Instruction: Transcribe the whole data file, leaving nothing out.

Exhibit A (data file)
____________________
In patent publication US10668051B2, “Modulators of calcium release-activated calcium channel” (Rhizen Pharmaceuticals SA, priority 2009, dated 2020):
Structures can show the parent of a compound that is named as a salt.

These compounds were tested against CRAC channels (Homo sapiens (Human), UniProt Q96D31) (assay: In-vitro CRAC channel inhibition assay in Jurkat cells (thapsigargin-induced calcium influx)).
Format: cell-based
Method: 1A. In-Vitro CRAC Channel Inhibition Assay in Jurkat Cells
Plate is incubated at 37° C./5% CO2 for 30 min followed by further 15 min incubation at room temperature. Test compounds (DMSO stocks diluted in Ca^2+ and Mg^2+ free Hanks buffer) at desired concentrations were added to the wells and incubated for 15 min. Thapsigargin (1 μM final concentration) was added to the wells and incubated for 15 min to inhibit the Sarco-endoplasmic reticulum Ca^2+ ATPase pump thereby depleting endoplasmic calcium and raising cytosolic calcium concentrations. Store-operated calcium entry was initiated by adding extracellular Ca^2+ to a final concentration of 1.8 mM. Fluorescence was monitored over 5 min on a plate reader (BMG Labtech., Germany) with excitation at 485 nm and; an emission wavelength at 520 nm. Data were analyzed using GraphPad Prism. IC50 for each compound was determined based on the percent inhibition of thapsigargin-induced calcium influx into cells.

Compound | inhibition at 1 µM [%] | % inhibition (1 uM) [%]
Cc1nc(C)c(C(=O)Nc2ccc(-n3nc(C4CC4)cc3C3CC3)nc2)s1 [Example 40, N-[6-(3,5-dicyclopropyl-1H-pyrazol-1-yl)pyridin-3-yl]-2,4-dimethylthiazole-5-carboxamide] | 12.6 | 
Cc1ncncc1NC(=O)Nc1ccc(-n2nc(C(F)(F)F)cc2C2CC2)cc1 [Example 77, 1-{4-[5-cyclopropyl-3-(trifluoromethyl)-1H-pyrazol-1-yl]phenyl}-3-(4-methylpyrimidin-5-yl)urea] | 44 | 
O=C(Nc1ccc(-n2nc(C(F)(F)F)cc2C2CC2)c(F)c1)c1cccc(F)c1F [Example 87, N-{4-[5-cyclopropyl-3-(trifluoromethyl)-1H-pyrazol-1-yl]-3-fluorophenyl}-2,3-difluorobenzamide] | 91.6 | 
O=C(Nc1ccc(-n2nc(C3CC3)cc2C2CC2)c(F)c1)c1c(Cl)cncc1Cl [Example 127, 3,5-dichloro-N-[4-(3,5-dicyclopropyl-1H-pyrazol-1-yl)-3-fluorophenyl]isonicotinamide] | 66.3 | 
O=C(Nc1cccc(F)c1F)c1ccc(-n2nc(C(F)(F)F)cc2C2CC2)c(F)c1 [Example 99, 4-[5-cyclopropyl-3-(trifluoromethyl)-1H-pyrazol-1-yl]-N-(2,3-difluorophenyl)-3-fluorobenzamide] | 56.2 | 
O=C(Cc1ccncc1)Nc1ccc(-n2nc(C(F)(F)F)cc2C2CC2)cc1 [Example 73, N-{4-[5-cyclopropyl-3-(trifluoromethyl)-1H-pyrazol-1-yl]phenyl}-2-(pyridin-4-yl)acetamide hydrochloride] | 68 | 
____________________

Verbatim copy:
In patent publication US10668051B2, “Modulators of calcium release-activated calcium channel” (Rhizen Pharmaceuticals SA, priority 2009, dated 2020):
Structures can show the parent of a compound that is named as a salt.

These compounds were tested against CRAC channels (Homo sapiens (Human), UniProt Q96D31) (assay: In-vitro CRAC channel inhibition assay in Jurkat cells (thapsigargin-induced calcium influx)).
Format: cell-based
Method: 1A. In-Vitro CRAC Channel Inhibition Assay in Jurkat Cells
Plate is incubated at 37° C./5% CO2 for 30 min followed by further 15 min incubation at room temperature. Test compounds (DMSO stocks diluted in Ca^2+ and Mg^2+ free Hanks buffer) at desired concentrations were added to the wells and incubated for 15 min. Thapsigargin (1 μM final concentration) was added to the wells and incubated for 15 min to inhibit the Sarco-endoplasmic reticulum Ca^2+ ATPase pump thereby depleting endoplasmic calcium and raising cytosolic calcium concentrations. Store-operated calcium entry was initiated by adding extracellular Ca^2+ to a final concentration of 1.8 mM. Fluorescence was monitored over 5 min on a plate reader (BMG Labtech., Germany) with excitation at 485 nm and; an emission wavelength at 520 nm. Data were analyzed using GraphPad Prism. IC50 for each compound was determined based on the percent inhibition of thapsigargin-induced calcium influx into cells.

Compound | inhibition at 1 µM [%] | % inhibition (1 uM) [%]
Cc1nc(C)c(C(=O)Nc2ccc(-n3nc(C4CC4)cc3C3CC3)nc2)s1 [Example 40, N-[6-(3,5-dicyclopropyl-1H-pyrazol-1-yl)pyridin-3-yl]-2,4-dimethylthiazole-5-carboxamide] | 12.6 | 
Cc1ncncc1NC(=O)Nc1ccc(-n2nc(C(F)(F)F)cc2C2CC2)cc1 [Example 77, 1-{4-[5-cyclopropyl-3-(trifluoromethyl)-1H-pyrazol-1-yl]phenyl}-3-(4-methylpyrimidin-5-yl)urea] | 44 | 
O=C(Nc1ccc(-n2nc(C(F)(F)F)cc2C2CC2)c(F)c1)c1cccc(F)c1F [Example 87, N-{4-[5-cyclopropyl-3-(trifluoromethyl)-1H-pyrazol-1-yl]-3-fluorophenyl}-2,3-difluorobenzamide] | 91.6 | 
O=C(Nc1ccc(-n2nc(C3CC3)cc2C2CC2)c(F)c1)c1c(Cl)cncc1Cl [Example 127, 3,5-dichloro-N-[4-(3,5-dicyclopropyl-1H-pyrazol-1-yl)-3-fluorophenyl]isonicotinamide] | 66.3 | 
O=C(Nc1cccc(F)c1F)c1ccc(-n2nc(C(F)(F)F)cc2C2CC2)c(F)c1 [Example 99, 4-[5-cyclopropyl-3-(trifluoromethyl)-1H-pyrazol-1-yl]-N-(2,3-difluorophenyl)-3-fluorobenzamide] | 56.2 | 
O=C(Cc1ccncc1)Nc1ccc(-n2nc(C(F)(F)F)cc2C2CC2)cc1 [Example 73, N-{4-[5-cyclopropyl-3-(trifluoromethyl)-1H-pyrazol-1-yl]phenyl}-2-(pyridin-4-yl)acetamide hydrochloride] | 68 | 